One of the reasons why God puts us through trials is for us to develop empathy with others. In Deuteronomy 15 the principle is explained in the law about how Israelites were to treat their slaves. During the year of release, they were to “let him go free from you, you shall not let him go empty-handed.You shall furnish him liberally out of your flock, out of your threshing floor, and out of your winepress.” (v.13-14). Why were they do to this? Because “As the Lord your God has blessed you, you shall give to him. You shall remember that you were a slave in the land of Egypt, and the Lord your God redeemed you” (v.14-15). God allowed his people to suffer in Egypt, and experience the joy of release from that bondage, that they might learn empathy and treat others in the right way.
When we haven’t gone through similar experiences as others it’s difficult for us to understand what they’re going through. The Preacher in Ecclesiastes in our reading from chapter 7 is thinking along similar lines when he says, “Do not take to heart all the things that people say, lest you hear your servant cursing you. Your heart knows that many times you yourself have cursed others.” (v.21-22). It’s easy to get defensive when we’re on the receiving end of bad treatment from others. In this scenario in Ecclesiastes someone hears their servant cursing them, which was probably not an unusual event. One thing for the slave owner to think about in this situation is what might have caused the servant to curse him – likely because he wasn’t treating his servant the right way. But more than that, the Preacher tells us our own hearts convict us when we realize “many times you yourself have cursed others.” It’s easy to get defensive when you’re on the receiving end, but so often we forget our own weaknesses.
These same thoughts are picked up in another section in Ecclesiastes where, once again, the Preacher is bemoaning the pointlessness of life. At the core of what he’s saying is the vain search for virtue in himself and others. His conclusion, much like Paul’s conclusion in Romans, is “Surely there is not a righteous man on earth who does good and never sins” (v.20). That’s what Jesus helped the Jews understand when he said, “Let him who is without sin among you be the first to throw a stone at her.” (John 8:7). They all realized the principle and while their sin was probably not the same as the woman caught in adultery, every one of us has something in our lives where we have sinned.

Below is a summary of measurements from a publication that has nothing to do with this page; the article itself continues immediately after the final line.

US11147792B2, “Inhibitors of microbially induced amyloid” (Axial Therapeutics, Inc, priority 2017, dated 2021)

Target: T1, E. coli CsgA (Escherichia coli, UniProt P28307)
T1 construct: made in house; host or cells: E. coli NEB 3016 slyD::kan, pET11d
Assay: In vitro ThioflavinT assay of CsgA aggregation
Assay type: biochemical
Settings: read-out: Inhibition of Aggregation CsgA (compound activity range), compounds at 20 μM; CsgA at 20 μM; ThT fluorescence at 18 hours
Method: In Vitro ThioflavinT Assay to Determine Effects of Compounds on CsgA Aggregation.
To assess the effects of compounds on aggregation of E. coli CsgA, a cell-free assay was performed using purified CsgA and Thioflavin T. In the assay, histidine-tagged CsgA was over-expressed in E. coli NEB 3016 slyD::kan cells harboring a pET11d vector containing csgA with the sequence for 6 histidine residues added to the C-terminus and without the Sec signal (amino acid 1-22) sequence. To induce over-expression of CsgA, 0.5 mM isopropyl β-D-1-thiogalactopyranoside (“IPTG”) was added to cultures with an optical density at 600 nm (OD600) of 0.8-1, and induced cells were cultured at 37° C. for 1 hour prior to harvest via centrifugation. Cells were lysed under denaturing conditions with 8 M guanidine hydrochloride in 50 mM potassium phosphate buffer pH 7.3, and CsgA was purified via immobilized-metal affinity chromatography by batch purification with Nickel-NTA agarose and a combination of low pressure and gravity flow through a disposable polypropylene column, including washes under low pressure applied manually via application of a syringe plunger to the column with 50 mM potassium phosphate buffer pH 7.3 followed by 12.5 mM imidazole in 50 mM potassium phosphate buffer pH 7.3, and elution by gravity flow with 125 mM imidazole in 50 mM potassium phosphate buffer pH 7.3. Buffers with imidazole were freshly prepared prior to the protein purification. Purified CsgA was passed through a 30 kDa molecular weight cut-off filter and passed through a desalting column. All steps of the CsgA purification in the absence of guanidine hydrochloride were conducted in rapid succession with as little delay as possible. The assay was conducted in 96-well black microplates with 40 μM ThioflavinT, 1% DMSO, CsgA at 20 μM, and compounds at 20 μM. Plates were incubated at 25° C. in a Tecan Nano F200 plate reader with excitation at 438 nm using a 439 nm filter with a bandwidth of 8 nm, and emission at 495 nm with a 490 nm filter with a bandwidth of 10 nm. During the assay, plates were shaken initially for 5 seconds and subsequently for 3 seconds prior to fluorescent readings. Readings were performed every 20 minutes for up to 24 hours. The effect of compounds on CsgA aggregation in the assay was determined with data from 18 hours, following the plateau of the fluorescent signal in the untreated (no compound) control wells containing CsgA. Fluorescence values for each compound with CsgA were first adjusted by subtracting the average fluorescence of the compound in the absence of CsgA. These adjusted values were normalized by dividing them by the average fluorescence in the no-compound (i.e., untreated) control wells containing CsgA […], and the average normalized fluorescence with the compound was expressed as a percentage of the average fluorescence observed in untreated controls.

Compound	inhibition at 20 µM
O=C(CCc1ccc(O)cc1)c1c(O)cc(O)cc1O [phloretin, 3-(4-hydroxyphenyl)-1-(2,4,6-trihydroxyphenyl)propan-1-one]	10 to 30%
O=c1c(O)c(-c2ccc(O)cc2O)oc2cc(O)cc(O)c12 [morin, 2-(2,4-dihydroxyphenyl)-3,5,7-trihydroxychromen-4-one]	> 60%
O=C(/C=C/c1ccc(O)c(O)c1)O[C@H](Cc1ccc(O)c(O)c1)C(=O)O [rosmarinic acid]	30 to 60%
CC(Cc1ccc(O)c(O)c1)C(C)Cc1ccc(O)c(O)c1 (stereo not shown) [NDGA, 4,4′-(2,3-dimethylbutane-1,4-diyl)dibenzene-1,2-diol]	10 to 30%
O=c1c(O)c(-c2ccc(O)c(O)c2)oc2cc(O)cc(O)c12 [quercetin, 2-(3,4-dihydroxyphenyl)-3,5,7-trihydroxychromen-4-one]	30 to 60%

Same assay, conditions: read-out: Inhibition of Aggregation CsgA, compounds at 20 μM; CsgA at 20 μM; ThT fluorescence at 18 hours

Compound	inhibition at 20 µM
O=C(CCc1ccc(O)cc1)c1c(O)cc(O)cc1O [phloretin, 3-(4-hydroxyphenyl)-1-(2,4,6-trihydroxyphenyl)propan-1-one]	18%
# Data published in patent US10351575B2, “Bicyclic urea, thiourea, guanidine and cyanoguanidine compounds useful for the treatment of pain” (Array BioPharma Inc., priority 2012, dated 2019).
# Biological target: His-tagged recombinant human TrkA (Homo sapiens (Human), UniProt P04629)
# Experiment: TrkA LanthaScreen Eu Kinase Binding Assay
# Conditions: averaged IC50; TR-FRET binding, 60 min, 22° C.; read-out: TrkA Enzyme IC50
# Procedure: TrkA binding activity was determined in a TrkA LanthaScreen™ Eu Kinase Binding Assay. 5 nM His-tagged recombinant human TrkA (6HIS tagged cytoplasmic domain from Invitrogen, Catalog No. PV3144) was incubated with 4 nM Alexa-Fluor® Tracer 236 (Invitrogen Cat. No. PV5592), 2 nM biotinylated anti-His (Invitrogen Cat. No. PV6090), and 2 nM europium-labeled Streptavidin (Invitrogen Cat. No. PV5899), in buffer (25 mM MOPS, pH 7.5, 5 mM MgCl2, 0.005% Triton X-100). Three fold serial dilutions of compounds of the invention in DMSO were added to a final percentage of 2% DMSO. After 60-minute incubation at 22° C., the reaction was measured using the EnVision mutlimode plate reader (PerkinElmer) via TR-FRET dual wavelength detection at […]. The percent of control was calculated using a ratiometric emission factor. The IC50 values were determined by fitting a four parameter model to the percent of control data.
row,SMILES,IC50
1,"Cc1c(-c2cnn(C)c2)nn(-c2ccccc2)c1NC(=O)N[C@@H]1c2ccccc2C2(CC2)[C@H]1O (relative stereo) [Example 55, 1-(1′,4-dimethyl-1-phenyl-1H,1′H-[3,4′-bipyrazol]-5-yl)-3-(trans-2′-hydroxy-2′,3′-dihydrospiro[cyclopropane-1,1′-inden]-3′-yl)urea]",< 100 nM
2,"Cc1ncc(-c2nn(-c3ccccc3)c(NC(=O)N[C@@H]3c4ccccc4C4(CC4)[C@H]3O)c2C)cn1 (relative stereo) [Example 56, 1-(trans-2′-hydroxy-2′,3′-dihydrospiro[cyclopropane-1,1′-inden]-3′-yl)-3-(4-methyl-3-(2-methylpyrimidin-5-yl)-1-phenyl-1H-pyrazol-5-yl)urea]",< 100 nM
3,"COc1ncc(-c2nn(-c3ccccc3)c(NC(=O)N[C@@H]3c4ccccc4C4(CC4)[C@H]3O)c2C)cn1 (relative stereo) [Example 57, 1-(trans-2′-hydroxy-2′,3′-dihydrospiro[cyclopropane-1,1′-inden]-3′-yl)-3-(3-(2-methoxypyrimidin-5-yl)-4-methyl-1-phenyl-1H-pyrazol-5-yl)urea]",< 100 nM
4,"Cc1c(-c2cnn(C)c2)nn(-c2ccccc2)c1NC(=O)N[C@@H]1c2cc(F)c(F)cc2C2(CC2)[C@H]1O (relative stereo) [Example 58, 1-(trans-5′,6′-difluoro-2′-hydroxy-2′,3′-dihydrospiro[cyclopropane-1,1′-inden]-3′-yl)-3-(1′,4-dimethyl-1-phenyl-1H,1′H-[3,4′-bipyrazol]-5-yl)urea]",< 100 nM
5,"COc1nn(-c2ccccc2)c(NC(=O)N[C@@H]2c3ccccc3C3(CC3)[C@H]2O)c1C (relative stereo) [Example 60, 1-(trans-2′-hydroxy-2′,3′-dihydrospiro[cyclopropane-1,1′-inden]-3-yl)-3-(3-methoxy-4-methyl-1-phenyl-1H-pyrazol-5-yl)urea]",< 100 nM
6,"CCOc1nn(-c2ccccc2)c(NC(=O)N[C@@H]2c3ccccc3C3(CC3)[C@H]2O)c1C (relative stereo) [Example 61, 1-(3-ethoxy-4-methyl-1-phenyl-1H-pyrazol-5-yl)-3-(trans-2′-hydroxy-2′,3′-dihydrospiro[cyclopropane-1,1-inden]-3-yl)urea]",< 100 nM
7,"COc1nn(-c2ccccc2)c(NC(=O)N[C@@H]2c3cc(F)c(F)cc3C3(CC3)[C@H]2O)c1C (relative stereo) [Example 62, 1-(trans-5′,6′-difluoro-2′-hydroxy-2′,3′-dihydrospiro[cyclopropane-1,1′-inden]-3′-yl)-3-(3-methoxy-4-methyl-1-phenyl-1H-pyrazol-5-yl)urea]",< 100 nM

The Preacher’s advice comes from the point of view of the pointlessness of life where everyone dies in the end, whether they try to be righteous or not: “Be not overly righteous, and do not make yourself too wise. Why should you destroy yourself?” (v.16). Something the Jews were very good at was being overly zealous in their religion and searching for righteousness, and yet that didn’t lead them to living lives that actually were righteous. Instead that lead to them put God’s son to death and justifying it by technicalities in their law. We can do the same when we try to hide the fact of our sinfulness by getting very, very busy with religious duties and rituals, making sure that we do everything decently and in order. But adding a lot of busyness and formality to our religion – more rules and specific ways to do things the right way, or whatever else we do to strain at finding righteousness – can’t hide the fact that there is not a righteous man on earth who does good and never sins. In the end we can end up forming a fig leaf religion which produces hypocrisy and judgmentalism as we see in the Jewish religion of the first century.
The answer is to come back to the principle of Deuteronomy 15. It’s only when we confess our own sinfulness, stop judging others and realize we’re all in the same boat, that we can row together instead of throwing one another overboard.
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